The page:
Lynn's List for Week of December 10th
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        A Weekly List of Advocacy Items
December 10, 2018

This will be the last Lynn’s List for 2018.  Even though there will be no list, please keep up with the news and contact Members of Congress as needed.  Have a wonderful Christmas and a safe, healthy New Year.


In 2019, Lynn’s List will be distributed on Monday evening instead of Sunday.  Many of our coalition partners distribute newsletters on Monday morning. By changing to Monday evening, we will have the most current advocacy information available.  Also, we will have the updated elected officials list attached in 2019.


Please join us on Tuesday, December 18 from 4:30-6:30 at the Ocmulgee Brew Pub for food, fun, fellowship and advocacy at our Holiday 2018 signing event.


Open Enrollment for Obamacare ends December 15th, so remember you have until Friday to select your plan.

Quality Public Education

The changes in rules governing sexual harassment and assaults will have a long lasting and detrimental effect on students, particularly women and girls.  Keep in mind the statistics from RAINN (Rape, Abuse, Incest National Network) that 23.1% of undergraduate females and 11.2% of all students (graduate and undergraduate, both men and women) experience rape or sexual assault through physical force, violence, or incapacitation.  

On November 16th, Education Secretary Betsy DeVos released her long-awaited rewrite of rules governing campus sexual harassment and assault allegations, narrowing the cases schools must investigate and giving the accused more rights.  In summary, the proposed regulation describes what constitutes sexual harassment or assault for the purpose of Title IX enforcement, what triggers a school’s legal obligation to respond to allegations and how a school must respond. The proposal changes the definition of harassment from “unwelcome conduct of a sexual nature.” to “unwelcome conduct on the basis of sex that is so severe, pervasive and objectively offensive that it denies a person access to the school’s education program or activity.”

The rule change limits the circumstances that would mandate a school respond to an incident. The school must have “actual knowledge” of the allegations. At colleges and universities, that means the incident must have been reported to “an official with authority to take corrective action,” including the school’s Title IX coordinator. This excludes reporting just to any faculty member.   In addition, the incident must have occurred within a school’s own programs or activities (private, off-campus parties and fraternity parties are not included). Off-campus incidents if it were, for instance, in a building owned by the school, or at an event that the school funded, sponsored, promoted or endorsed would be included.

The link to make public comments is below.  Cut and paste is not allowed so you must come up with your own script but some suggestions for development in your own words are listed below. As always, personal experience (you or someone you know) is the most effective in commenting.  The suggestions come from the National Women’s Law Center. This issue is so important for women, I encourage you to read their full text. The link is:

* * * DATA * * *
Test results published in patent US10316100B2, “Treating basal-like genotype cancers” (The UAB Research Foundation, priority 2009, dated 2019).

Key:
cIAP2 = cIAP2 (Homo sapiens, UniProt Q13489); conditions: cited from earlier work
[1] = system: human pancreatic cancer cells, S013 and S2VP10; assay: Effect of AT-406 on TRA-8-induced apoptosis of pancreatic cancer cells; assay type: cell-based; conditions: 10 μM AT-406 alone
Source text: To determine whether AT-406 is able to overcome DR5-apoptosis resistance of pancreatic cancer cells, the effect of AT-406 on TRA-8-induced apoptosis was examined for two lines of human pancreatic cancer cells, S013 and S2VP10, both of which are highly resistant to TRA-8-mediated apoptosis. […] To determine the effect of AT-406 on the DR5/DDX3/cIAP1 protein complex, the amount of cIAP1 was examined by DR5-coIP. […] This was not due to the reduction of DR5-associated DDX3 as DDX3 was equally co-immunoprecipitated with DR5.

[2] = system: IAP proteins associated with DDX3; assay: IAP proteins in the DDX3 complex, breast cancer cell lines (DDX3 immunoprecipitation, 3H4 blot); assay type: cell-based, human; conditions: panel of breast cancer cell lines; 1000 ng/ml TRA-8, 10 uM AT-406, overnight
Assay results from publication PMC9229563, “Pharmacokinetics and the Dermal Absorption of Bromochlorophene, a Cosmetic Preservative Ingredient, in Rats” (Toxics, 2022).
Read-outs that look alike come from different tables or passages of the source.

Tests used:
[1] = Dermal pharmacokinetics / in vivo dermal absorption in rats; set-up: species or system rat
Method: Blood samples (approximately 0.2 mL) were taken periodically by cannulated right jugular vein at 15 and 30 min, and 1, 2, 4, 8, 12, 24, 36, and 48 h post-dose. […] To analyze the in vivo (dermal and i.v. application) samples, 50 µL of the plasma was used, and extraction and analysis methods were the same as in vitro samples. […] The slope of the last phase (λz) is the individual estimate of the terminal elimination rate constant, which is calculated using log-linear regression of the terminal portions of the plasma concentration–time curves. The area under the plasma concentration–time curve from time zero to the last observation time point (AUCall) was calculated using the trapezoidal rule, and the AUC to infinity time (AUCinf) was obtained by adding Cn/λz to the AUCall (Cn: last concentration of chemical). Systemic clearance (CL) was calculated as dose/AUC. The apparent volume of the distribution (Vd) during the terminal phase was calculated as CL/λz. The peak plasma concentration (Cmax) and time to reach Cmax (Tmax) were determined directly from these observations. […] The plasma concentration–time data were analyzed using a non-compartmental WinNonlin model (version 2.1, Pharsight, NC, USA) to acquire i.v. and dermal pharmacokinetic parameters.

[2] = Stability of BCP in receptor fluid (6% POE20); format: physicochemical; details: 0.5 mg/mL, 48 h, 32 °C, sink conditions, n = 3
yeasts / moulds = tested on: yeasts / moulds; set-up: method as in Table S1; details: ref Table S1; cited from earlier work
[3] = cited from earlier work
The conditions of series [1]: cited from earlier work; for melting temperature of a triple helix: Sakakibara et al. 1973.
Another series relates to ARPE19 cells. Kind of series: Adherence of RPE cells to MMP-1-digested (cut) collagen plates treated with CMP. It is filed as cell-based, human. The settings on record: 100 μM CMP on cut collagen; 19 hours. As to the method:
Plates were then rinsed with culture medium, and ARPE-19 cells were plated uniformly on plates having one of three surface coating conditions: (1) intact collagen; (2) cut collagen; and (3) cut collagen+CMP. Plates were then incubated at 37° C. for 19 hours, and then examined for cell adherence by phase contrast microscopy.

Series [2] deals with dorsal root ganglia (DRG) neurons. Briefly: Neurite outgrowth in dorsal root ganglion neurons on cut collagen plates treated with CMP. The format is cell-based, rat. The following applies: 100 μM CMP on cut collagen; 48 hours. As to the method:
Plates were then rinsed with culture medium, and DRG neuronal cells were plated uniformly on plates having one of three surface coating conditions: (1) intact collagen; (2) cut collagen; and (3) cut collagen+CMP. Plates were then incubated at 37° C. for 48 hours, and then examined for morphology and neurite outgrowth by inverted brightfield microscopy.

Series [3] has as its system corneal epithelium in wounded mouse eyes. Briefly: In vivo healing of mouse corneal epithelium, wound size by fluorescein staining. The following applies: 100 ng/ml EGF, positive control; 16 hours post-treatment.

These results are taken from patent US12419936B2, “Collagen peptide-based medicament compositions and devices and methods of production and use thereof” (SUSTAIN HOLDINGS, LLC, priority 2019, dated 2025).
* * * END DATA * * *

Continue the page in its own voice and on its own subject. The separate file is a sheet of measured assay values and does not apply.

1. In many instances, schools would not be responsible for addressing sexual harassment, even when school employees knew about the harassment.  

  2. Schools would be required to ignore harassment that occurs outside of a school activity, (fraternity parties) including most off-campus and online harassment.

  3. Schools would be required to ignore harassment(this includes stalking) until it becomes quite severe and harmful and denies a student educational opportunities.

  4. Schools would be allowed to treat survivors poorly as long as the school follows various procedures in place, regardless of how those procedures fail to help or harm survivors.

  5. Schools would be allowed to give survivors weak (or even harmful) “supportive measures.

  6. Religious schools would be able to claim “religious” excuses for violating Title IX, even if the school had never before requested a religious exemption from the Department of Education

  7. In the rare cases when schools would be required to respond to a complaint of sexual harassment, they would be allowed—or even required—to deny harassment victims of due process.

  8. There would be no clear timeframe for investigations, and schools would be able to delay taking any action if there is also an ongoing criminal investigation.

  9. Schools would be required to presume that no harassment occurred.

  10. Many schools would be required to use an inappropriate and more demanding standard of proof to investigate sexual harassment than to investigate other types of student misconduct.

  11. Survivors in college and graduate school would be required to submit to live cross-examination by their rapist’s advisor of choice.

  12. Schools would be allowed to pressure survivors into mediation with their assailants.

    Thank you for your continued advocacy and remember, it’s a marathon and not a sprint. 99 weeks until the 2020 elections.

    Contact Sheet for our Public Officials:

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